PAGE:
This year's first Dave Jordan Grant recipient, Sebastian Bobe writes about his experience at Killington Stage Race. His efforts was not lost with the amount of valuable experienced he gained.
The car ride was long and stressful. I was (and still am) new to this side of cycling so I didn't know how this trip was going to be. Considering the fact that this is my first time racing a stage race and riding more than 35 miles in one shot, I thought it was going to be good experience and a time to have fun with my teammates. Once I got there, I got on my bike right away with my two teammates, Giona and Eamon, and we rode an extra 10 miles on our way to registration. Getting on my bike that Friday before the race gave me a feel for the mountains of Killington and it actually eased my anxiety of the race.
Stage one was a bummer. I was all ready to go, water bottles for the feed and gels to last me 2 hours. The team rode to the sign-up area, which was an easy 5.5 mile descent that we’d be climbing up for stage two. On the way there I realized my derailleur wasn't working properly and I knew that I couldn't finish 39 miles on one gear going up, down and up hills. You need gears for that. Luckily Sram had neutral bikes for riders for cases like mine and I was able to snag one of their bikes before the start of the race. The race started off pretty fast considering it was a stage race and everyone said they’d take it easy for the first day just so they could prepare themselves for the next. That was my plan as well, I could use all the energy I can get. Sadly, due to poor positioning from my bike at the start, I had to feed off the back of the peloton. It was my fault that I got dropped 7 miles into the race but with an average speed of 24 miles per hour in those 7 miles was an accomplishment for me. I finished the stage by myself and saw what I could do as a rider on this new terrain. I wasn't mad, I was just looking for a new strategy for the next day.
At dinner my whole team was discussing day 2. It was the hardest stage of this event and going into it I had confidence knowing that if I could get in good positioning at the start and stay with the pack, I’d be able to race a better race. 2 miles into stage two, two of my teammates attack and the whole field bites and accelerates. I was ready for this so I went to go shift my light gear to a heavier gear to stay with the pack (because then we were heading into some downhill). However my derailleur did not comply with me because apparently it just wanted to mess-up my whole event. As I watched the field slowly slip away from my grasp I wanted to accept defeat. I was going to finish solo. Channeling my inner eye-of-the-tiger crit-racer persona, I got in my curls and tried to chase them down, but they had already gotten away and there was nothing more I could do. I stopped, got off my bike and called my dad half-way in tears and asked him what to do. He told me I should just finish the race and do what my 14 year old sprinter legs could do. It felt so defeating watching the other categories slip by me but I knew I had to shake it off since I'd been riding solo this race. I got really emotional looking around and seeing how amazing the road really is and that I was going to finish even if I collapsed dead at the finish. The last 15 miles were brutal, especially the climb. I didn't even care that I finished an hour later, I was just satisfied that I had finished and that I did that all by myself. At that point, I used all the energy I had left to cruise back to KMS.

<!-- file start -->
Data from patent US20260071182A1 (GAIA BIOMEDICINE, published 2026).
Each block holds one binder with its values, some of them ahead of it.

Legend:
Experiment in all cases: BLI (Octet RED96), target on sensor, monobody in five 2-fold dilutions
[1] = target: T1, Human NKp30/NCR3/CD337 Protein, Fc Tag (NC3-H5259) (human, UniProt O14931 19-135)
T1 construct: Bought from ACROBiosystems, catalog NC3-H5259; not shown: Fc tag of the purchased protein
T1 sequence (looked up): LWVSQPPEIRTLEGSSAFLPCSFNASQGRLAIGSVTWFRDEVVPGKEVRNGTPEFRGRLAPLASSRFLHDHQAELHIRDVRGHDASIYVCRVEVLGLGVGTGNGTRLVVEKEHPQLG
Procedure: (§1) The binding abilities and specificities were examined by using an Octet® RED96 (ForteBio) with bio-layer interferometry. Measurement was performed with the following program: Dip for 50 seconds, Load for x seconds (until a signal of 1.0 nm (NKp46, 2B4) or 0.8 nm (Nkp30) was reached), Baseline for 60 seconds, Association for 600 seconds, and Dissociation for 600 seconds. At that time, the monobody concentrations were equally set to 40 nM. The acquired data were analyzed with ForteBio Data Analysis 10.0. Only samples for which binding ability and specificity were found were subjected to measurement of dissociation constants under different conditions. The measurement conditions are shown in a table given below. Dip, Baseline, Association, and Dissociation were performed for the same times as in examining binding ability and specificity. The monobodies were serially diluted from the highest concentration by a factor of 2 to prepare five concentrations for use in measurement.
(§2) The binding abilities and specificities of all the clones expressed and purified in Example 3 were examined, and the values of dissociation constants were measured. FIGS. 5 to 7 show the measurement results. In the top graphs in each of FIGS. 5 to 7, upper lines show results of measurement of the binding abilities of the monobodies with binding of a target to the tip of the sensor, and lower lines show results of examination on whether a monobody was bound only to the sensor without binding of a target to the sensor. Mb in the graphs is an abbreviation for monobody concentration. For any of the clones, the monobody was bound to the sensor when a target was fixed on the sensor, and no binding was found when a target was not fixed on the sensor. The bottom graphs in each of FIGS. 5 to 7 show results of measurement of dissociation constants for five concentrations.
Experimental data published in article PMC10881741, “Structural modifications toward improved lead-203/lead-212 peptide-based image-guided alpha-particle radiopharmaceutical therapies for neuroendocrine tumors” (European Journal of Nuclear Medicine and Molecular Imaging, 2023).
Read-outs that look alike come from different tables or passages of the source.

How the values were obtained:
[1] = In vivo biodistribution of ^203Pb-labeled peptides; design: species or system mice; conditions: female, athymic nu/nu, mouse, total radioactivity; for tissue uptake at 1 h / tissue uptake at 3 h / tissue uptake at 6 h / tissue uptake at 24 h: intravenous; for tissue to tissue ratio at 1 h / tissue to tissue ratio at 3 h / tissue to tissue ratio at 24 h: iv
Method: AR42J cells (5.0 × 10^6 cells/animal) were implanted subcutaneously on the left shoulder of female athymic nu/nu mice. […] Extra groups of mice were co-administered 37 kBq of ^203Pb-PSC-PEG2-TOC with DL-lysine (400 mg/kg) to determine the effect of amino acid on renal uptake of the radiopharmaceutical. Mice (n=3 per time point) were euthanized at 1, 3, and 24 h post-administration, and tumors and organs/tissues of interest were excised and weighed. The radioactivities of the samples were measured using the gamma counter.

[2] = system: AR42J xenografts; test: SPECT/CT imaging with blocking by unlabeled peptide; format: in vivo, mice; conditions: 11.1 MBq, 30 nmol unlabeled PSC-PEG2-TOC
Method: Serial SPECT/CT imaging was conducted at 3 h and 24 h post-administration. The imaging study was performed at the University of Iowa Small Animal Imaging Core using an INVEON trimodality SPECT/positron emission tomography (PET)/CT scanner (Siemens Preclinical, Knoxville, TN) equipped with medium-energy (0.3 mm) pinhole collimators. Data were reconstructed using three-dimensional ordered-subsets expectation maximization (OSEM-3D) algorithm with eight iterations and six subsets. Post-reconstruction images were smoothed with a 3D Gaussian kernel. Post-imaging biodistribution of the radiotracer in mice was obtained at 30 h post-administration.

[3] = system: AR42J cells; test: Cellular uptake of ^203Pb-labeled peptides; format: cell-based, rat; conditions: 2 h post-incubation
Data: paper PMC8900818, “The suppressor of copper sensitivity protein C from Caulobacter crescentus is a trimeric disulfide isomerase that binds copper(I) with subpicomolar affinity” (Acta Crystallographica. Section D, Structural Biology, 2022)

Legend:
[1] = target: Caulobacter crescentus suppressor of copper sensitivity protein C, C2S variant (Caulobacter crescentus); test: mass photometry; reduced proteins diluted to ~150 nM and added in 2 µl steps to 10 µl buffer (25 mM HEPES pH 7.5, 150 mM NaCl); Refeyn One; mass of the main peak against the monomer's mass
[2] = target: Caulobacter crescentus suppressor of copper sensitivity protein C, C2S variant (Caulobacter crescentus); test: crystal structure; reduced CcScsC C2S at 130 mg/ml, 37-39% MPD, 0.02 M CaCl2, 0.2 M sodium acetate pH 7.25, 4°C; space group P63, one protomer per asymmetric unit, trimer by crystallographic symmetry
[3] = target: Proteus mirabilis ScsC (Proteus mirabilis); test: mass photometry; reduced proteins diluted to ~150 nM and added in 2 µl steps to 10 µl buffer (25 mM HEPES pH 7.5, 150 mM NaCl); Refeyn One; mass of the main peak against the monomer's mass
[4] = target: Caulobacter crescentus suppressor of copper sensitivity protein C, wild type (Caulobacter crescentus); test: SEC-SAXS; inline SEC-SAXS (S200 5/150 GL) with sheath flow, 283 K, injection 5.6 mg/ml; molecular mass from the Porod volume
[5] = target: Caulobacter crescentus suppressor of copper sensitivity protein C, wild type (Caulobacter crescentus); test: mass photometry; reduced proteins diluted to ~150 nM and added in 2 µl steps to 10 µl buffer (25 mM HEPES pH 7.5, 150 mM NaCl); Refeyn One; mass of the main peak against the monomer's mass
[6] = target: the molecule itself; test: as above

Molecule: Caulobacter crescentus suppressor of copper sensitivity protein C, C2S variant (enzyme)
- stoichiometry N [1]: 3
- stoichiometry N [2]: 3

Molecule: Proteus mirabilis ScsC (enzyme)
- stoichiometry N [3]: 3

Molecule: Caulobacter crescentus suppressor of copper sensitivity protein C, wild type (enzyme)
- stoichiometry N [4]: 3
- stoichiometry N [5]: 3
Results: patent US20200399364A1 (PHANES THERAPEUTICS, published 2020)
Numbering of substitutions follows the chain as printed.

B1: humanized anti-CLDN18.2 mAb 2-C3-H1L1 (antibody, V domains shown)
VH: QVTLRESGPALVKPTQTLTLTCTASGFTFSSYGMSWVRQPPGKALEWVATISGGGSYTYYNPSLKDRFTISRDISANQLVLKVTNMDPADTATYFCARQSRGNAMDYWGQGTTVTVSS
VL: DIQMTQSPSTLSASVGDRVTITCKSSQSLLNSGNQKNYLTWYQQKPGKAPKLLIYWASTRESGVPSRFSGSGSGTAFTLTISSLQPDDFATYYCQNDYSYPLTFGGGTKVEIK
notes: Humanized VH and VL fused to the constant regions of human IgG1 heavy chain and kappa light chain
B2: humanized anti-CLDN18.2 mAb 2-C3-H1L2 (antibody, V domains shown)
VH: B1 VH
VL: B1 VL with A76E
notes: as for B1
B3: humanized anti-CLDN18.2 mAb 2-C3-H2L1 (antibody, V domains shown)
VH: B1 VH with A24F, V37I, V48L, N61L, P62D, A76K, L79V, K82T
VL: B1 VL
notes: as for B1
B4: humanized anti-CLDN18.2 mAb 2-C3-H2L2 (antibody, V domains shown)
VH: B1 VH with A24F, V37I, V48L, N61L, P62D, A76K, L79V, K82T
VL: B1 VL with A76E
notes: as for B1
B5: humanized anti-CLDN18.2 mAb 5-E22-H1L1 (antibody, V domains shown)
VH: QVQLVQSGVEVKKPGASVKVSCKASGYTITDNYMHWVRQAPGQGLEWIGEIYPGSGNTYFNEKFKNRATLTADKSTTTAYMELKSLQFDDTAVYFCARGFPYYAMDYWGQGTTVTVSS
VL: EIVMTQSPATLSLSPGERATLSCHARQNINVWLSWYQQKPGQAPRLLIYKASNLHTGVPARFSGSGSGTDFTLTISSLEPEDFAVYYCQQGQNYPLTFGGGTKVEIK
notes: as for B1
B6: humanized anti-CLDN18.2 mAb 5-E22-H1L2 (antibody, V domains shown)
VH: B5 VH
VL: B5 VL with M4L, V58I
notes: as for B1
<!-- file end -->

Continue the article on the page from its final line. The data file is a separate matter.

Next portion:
Stage 3 was going to be my first time trial ever. I was completely shot and I knew what to expect so I kept pushing because I knew that it was going to be over before soon enough. My legs died 1 mile into the TT and I ended up getting passed by my three of my teammates. I was fine with that because I knew they had way many more miles and much more endurance than me. I put in a hard last 3k to go and saw my teammates there cheering me on. I didn't care that I came in dead last, all I knew was that everyone had my back and I that I still have a long way to go.